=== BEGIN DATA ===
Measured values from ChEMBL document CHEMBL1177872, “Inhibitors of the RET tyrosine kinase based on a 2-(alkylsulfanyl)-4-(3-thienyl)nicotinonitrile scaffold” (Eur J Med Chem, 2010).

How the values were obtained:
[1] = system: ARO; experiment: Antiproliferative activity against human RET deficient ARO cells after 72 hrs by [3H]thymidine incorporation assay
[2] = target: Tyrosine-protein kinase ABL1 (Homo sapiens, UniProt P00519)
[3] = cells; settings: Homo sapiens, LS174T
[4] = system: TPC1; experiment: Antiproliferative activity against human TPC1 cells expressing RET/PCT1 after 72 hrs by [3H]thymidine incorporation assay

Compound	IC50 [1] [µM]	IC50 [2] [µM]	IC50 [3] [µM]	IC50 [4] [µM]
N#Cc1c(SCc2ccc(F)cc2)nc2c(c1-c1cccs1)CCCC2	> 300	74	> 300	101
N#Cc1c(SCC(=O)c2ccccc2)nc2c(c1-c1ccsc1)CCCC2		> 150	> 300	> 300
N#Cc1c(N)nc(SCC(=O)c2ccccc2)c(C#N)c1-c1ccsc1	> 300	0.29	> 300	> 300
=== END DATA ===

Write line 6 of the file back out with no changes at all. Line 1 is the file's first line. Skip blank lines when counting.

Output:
[4] = system: TPC1; experiment: Antiproliferative activity against human TPC1 cells expressing RET/PCT1 after 72 hrs by [3H]thymidine incorporation assay